Wind. Experts have estimated that 3,500 manufacturing jobs are created for every 1,000 megawatts (MW) of wind power installed. In 2007, 5,244 MW of new wind power was built in the United States resulting in an investment of over $9 billion into the our economy.[8] Wind power requires blade, turbine and gearbox manufacturing, and tower and turbine installation. Tower operators and maintenance workers are needed to operate the turbines, clean the turbine blades, and perform repair work. Finally, workers are needed to maintain the transmission lines connecting the turbines to the power grid.

The Government Accountability Office (GAO) published a report in 2004 which found that: “A farmer who leases land for a wind project can expect to receive $2,000 to $5,000 per turbine per year in lease payments. In addition, large wind power projects in some of the nation’s poorest rural counties have added much needed tax revenues and employment opportunities.”

Geothermal. The geothermal industry supplied approximately 4,583 jobs in 2004, or about 1.7 jobs per MW-significantly more jobs than coal or natural gas plants provide for the same amount of power. An Energy Information Agency projection of growth for the geothermal industry in the United States predicted that 2,455 MW of new geothermal power would be built by 2026. This would result in more than 8,500 full-time jobs. Construction of geothermal plants typically takes from about 17 to 33 months and generates 3.1 person-years of work per megawatt. For example, a 50 megawatt plant may require up to 33 months of construction and employ up to 160 workers.[9]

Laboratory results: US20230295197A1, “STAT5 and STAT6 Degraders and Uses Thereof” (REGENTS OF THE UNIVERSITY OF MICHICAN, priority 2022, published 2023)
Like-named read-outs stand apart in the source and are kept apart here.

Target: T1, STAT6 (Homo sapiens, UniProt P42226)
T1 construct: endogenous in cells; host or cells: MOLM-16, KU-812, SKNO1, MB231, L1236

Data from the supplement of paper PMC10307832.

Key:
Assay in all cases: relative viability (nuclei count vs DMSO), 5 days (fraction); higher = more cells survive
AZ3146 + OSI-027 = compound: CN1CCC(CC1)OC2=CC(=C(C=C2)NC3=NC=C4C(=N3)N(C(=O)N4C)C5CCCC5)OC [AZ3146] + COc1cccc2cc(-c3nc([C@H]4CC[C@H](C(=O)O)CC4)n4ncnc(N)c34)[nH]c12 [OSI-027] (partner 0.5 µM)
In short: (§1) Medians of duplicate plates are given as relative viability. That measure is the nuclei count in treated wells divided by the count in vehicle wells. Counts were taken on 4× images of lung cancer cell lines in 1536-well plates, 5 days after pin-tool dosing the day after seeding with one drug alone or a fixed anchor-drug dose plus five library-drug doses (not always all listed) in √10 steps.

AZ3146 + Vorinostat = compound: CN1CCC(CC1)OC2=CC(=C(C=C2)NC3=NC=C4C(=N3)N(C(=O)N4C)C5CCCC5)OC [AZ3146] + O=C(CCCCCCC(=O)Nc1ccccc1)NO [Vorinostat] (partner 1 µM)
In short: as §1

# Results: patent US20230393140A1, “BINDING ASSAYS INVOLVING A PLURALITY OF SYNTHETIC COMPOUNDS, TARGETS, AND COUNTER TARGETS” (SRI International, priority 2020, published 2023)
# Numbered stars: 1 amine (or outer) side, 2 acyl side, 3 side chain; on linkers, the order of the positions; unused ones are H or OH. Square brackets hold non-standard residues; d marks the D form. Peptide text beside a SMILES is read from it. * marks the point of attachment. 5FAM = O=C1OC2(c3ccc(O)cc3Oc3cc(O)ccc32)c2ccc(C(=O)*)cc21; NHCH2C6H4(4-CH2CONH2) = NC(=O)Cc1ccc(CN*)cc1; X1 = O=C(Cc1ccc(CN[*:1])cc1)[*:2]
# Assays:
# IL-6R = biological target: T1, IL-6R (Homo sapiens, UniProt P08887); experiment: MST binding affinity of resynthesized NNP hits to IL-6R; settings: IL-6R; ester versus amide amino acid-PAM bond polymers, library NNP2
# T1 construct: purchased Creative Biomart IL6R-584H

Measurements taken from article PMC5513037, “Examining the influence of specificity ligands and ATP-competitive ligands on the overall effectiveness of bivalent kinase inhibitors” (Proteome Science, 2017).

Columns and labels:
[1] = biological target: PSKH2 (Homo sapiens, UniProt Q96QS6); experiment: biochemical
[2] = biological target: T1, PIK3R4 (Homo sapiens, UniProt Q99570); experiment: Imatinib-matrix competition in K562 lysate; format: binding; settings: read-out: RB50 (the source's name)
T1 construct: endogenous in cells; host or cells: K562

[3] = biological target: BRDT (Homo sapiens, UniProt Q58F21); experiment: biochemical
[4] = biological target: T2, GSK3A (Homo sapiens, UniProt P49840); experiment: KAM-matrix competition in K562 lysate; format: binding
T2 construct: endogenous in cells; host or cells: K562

Biofuels. Producing biofuels entails farming feedstock, constructing biofuel facilities, producing fuel in the facilities, and distribution of the final product. The number of construction jobs associated with an average-sized ethanol or biodiesel plant ranges from 75 to 200, for a period of 12 to 18 months, though newer plants may create up to 400 construction jobs. The Apollo Alliance and the Urban Habitat Institute have reported that “an average ethanol plant produces about 40 million gallons of ethanol a year and employs around 35 people in the following types of jobs: general manager, plant manager, maintenance supervisor, plant operators, purchasing manager, lab manager and technicians, craftsmen, laborers, and instrument technicians. Biodiesel plants employ fewer people, around 28 workers for an average plant making 30 million gallons per year.”